Don't go there. First and foremost, we need to protect our men and women in blue with the best laws and the best equipment that money can buy. Trust me. I know from personal experience of which I speak.

    Let's be rational, not emotional. I am asking a difficult but logical question for the sake of the safety of the police and the public at large. Notwithstanding the stupidity of a defiant suspect, is it worth shooting it out for a weed that can grow healthy in the cracks of concrete?

    If it is worth it, fine. Let's arm the police to the teeth and allow them to use fatal force if and whenever it is necessary. But do we do so at the risk of losing lives in spite of the fact that the masses, regardless of the law, WILL categorically get liquored up and weeded up forever and a day?

    We have a society of self medicators. That's a fact. Some choose smoke over pills or liquids. Must we lose citizens and officers over the never ending struggle to codify the acceptability or unacceptability of specific mind altering substances?

  • procuradorfiscal Tooele, UT
    April 13, 2012 11:22 a.m.

    Re: ". . . all I can say is it is pretty heartless to not be angry about innocent people that are being called collateral damage in the drug war . . . ."


    So why aren't people identifying themselves as "Keep the Peace" and their supporters angry at Stewart and his buddies in the illicit drug business that are the cause of it all?

  • Happy Valley Heretic Orem, UT
    April 13, 2012 11:19 a.m.

    procuradorfiscal said
    Re: "Why not arrest him at work . . . ?
    That's what they did -- arrested him at his place of business.

    Try paying attention to facts of the case instead of joking about people being killed.

    Violence begets violence, and America is all about "declaring war" on everything.

    When your door is mistakenly kicked in because of a wrong address, during the night with a loud'll do what?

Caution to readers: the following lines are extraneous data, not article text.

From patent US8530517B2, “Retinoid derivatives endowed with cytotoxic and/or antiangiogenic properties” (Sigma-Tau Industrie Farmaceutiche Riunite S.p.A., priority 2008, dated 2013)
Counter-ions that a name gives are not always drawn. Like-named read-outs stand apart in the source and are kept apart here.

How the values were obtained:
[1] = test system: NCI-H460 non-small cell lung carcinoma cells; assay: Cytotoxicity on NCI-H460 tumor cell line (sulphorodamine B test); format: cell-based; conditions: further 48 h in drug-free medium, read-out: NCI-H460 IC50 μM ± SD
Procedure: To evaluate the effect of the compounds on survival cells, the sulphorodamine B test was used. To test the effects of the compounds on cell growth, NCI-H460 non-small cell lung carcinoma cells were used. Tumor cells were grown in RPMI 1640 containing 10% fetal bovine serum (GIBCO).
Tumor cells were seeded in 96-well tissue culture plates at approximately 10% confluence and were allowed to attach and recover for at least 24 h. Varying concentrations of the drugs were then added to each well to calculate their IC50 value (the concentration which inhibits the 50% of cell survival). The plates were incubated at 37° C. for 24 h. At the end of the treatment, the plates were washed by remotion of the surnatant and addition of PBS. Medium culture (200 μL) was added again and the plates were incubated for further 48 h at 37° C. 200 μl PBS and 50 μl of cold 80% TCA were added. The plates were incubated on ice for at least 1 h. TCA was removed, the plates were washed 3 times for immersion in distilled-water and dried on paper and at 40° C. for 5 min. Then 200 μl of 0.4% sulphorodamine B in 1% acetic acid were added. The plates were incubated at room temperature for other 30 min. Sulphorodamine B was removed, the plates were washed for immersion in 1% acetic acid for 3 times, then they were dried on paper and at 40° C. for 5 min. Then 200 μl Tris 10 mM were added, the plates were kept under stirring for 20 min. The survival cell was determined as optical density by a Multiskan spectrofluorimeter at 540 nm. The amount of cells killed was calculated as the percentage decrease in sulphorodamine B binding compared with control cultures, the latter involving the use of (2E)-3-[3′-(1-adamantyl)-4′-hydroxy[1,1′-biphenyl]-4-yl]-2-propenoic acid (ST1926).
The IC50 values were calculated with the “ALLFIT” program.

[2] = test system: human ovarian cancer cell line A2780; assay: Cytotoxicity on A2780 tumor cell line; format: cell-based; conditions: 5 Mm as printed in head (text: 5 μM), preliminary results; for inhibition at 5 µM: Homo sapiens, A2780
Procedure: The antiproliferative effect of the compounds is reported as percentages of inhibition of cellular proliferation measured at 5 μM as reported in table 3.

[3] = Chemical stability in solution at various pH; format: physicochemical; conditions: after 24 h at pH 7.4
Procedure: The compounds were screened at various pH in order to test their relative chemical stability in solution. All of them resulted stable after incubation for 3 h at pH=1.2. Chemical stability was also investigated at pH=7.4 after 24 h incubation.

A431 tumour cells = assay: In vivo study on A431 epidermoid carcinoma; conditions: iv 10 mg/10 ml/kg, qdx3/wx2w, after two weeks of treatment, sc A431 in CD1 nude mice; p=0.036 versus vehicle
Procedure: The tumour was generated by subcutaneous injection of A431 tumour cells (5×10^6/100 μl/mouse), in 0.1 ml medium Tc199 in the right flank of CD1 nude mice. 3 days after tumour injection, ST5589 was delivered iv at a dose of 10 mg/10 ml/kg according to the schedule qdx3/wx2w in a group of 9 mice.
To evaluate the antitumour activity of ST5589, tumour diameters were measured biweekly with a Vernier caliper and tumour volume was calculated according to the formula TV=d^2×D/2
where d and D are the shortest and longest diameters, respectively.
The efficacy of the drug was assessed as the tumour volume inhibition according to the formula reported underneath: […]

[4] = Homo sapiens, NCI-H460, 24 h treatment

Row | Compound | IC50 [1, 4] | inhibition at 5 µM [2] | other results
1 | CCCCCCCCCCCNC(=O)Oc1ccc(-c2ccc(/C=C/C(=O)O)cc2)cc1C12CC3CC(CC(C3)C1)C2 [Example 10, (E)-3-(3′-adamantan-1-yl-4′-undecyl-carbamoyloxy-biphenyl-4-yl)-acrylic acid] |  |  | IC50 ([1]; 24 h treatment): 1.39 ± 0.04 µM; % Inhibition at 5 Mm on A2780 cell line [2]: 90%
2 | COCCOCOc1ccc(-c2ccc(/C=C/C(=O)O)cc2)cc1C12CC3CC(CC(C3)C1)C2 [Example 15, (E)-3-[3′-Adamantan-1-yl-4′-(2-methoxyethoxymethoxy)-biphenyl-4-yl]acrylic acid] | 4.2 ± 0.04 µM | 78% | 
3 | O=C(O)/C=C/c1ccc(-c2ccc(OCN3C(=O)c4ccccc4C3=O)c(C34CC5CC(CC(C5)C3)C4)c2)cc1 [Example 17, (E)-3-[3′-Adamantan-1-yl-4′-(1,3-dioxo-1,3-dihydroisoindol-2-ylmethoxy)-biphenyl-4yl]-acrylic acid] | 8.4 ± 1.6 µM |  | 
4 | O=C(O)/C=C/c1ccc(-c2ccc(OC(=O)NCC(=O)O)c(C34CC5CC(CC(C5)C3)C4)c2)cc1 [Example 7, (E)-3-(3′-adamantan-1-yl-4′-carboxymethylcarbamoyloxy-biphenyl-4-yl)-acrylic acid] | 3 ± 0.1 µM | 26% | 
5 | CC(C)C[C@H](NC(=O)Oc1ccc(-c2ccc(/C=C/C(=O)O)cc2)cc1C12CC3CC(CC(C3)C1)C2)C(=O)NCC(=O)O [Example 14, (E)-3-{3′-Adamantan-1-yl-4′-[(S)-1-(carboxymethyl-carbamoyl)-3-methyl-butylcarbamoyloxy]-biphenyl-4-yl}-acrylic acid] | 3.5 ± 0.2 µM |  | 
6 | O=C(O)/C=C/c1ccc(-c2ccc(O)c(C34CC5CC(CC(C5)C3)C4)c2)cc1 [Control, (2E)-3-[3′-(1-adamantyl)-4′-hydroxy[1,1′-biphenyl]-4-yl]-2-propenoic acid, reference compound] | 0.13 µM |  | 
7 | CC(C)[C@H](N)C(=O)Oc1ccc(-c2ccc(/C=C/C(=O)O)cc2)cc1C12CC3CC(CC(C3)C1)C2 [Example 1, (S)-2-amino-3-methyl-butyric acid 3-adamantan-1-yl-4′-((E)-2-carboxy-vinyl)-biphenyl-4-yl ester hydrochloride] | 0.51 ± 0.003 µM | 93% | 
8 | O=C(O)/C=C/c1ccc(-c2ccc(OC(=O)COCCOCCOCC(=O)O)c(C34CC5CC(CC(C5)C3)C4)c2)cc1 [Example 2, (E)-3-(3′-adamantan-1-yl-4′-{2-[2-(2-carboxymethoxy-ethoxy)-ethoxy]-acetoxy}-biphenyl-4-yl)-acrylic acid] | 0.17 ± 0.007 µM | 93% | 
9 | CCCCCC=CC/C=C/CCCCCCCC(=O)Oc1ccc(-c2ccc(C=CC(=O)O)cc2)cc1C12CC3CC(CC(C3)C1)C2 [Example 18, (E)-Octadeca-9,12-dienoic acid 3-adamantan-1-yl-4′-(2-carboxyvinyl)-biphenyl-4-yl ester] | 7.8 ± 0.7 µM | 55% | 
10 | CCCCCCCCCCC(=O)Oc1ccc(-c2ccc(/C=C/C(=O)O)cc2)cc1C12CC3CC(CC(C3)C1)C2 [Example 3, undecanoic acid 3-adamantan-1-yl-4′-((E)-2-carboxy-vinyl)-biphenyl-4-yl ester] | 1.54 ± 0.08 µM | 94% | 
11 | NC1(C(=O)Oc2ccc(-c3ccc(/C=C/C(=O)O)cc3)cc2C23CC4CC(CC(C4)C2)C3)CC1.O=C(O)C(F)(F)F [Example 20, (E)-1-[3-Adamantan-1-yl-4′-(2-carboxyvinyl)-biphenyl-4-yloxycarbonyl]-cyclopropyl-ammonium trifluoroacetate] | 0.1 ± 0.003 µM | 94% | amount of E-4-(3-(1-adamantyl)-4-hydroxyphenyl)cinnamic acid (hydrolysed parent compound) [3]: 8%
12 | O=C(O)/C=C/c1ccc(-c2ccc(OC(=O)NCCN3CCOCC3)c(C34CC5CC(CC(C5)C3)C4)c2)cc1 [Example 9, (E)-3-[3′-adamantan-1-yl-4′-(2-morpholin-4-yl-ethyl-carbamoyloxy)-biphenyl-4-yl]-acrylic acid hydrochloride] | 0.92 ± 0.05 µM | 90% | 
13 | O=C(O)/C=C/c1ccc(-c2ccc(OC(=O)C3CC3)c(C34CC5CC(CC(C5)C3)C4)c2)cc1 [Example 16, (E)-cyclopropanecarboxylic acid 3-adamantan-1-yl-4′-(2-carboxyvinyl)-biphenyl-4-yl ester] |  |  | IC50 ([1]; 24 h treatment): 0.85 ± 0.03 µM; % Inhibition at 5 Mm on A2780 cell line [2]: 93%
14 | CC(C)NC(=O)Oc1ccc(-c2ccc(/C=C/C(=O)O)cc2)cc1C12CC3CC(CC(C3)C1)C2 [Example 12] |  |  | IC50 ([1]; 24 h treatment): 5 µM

NeilT said: Unbelieveable. He planned this ambush out.
    Because he had prior knowledge of the warrant to be served?
    Who in the police department tipped him off?

  • VIDAR Murray, UT
    April 13, 2012 11:15 a.m.

    all I can say is it is pretty heartless to not be angry about innocent people that are being called collateral damage in the drug war; a war on our own people. for all the gun owners out there; what would you do if someone broke into your house in the middle of the night?

    Alberta Spruill;57 years old Harlem, New York: Police, acting on a tip, forced their way into Spruill’s home, setting off flash grenades. She suffered a heart attack and died. It was the wrong address.

    Kenneth B. Walker 39 years old Columbus, Georgia: Walker and three companions were pulled over in an SUV by police in a drug investigation. No drugs or weapons were found, but Walker was shot in the head. Walker was a devoted husband and father, a respected member of his church, and a 15-year middle-management employee of Blue Cross and Blue Shield.
    Deputy David Glisson, who killed Walker, was fired three months later for failing to cooperate in an investigation into the shooting.

  • procuradorfiscal Tooele, UT
    April 13, 2012 10:52 a.m.

    Re: "Why not arrest him at work . . . ?

    That's what they did -- arrested him at his place of business.

  • procuradorfiscal Tooele, UT
    April 13, 2012 10:50 a.m.

    Re: "Alberto Sepulveda 11 years old . . . killed by a shotgun blast to the back . . . during a SWAT raid."

    You can thank Stewart and those callously supporting and defending his actions for each and every one of these unnecessary deaths.

    Police are required to engage in military tactics because those are the tactics Stewart and his friends in the drug business use against them.

    Blaming police for drug-cartel-related violence is qualitatively equivalent to blaming them for pedophile violence against children.

  • Schwa South Jordan, UT
    April 13, 2012 10:00 a.m.

    I have some very simple questions that I would like answers to.